Rich Bishop will hold seminars for local area teens about anti-bullying. For information e-mail

Bullying is no longer considered “just the mean kid” on the playground. Recent statistics reveal that bullying is a crime that is not going away anytime soon. There are more than 160,000 children that miss school every day out of fear of being bullied.

The internationally known John Maxwell Team is offering free leadership training for youth organizations to address bullying and character development to teens and parents throughout Hillsborough County.
Partnering with local schools and youth organizations, certified John Maxwell Team speakers teach participants on four key topics including: bullying, learning to fail forward to success, developing a positive self-image and developing strong personal character.

 “Students will learn how to stand-up and be counted, help others who are being bullied and be strong,” said Rich Bishop, one of the evening’s speakers and president of Bishop Coaching in Hillsborough County.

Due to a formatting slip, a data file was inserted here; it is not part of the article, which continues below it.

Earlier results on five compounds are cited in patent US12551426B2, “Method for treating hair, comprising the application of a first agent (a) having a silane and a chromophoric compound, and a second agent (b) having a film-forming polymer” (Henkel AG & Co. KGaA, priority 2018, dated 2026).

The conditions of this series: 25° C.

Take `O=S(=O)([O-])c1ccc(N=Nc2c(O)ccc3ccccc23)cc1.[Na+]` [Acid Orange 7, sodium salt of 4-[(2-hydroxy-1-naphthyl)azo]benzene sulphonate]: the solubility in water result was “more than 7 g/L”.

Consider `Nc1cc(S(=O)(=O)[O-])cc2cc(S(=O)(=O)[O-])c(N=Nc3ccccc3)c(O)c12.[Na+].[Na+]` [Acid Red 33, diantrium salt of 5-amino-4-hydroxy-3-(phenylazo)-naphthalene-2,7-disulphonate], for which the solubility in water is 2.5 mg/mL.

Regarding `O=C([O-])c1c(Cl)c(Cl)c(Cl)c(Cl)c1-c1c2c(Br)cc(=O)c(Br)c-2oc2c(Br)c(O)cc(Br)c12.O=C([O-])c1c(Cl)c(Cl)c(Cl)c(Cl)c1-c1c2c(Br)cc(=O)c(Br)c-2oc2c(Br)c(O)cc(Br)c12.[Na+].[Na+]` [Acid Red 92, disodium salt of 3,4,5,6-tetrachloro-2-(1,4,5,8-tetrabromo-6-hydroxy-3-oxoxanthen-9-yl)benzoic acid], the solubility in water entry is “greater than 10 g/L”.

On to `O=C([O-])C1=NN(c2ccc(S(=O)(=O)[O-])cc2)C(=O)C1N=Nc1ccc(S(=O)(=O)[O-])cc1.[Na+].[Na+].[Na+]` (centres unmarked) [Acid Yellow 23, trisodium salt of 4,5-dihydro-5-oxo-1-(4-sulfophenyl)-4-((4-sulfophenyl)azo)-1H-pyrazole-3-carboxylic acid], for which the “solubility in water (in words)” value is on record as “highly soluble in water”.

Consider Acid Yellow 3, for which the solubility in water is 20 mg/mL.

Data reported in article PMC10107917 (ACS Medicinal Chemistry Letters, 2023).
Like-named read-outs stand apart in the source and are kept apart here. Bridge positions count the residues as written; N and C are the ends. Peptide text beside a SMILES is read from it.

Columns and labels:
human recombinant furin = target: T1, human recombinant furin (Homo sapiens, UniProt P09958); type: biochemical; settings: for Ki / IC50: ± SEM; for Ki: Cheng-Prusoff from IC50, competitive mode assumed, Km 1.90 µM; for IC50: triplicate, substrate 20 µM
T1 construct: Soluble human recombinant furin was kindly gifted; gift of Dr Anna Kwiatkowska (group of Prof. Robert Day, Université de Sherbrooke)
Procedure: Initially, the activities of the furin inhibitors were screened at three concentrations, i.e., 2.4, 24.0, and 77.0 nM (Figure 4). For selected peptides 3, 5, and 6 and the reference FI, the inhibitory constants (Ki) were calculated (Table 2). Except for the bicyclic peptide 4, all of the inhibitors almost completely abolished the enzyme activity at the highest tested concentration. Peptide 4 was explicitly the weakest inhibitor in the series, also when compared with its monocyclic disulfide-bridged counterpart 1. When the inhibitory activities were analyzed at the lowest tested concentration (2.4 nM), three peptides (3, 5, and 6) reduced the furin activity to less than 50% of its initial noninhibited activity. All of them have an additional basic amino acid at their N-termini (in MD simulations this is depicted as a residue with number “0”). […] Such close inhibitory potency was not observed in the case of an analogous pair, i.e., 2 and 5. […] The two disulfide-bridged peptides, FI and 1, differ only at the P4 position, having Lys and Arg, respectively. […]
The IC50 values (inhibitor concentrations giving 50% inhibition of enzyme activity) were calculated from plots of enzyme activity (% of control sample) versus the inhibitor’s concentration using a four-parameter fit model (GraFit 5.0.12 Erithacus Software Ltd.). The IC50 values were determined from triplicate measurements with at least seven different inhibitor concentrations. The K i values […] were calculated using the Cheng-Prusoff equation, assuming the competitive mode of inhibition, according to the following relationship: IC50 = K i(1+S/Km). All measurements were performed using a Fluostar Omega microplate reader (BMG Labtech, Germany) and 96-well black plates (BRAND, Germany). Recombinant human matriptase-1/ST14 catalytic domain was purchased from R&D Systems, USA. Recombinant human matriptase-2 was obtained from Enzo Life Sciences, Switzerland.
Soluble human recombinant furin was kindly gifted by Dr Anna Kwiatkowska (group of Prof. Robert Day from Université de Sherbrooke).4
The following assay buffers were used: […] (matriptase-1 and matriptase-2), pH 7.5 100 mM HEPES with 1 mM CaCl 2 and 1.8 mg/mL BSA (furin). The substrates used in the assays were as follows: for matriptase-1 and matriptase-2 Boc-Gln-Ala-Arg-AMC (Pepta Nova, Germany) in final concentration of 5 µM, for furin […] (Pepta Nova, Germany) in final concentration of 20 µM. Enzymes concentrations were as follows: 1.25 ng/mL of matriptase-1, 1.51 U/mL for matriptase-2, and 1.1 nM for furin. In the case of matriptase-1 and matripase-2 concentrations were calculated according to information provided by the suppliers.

Unfortunately, bullying has evolved from the school-yard to cyberspace and can encompass every age group. John Maxwell’s seminars teach three ways to deal with bullying in a positive, affirming way: Stand Up – Be confident in your own value, Lift Up – Use your influence to help others and Pick Up Help others who are being bullied by picking them up.

According to Bishop, who has been teaching with the John Maxwell team since August, “We are also going to go over character traits for success for teens.”

Bishop, a Ruskin resident, attended a John Maxwell seminar and was so moved by the experience, he decided to join the team. “I realized that this would be an opportunity to merge my passion for teaching with helping others,” said Bishop.

The seminar is aimed for teens ages 14-18. For information contact or

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Kelly Wise Valdes
Kelly Wise Valdes has been writing for the Osprey Observer since 2008. She graduated in 1989 from Florida Southern College with a B.S. in Communications and enjoys writing and traveling. She currently resides in northern Hillsborough County with her husband, David. When not traveling and writing, Kelly and her husband enjoy spending time with their five grown children (as well as their grandchildren) that still keep them very busy.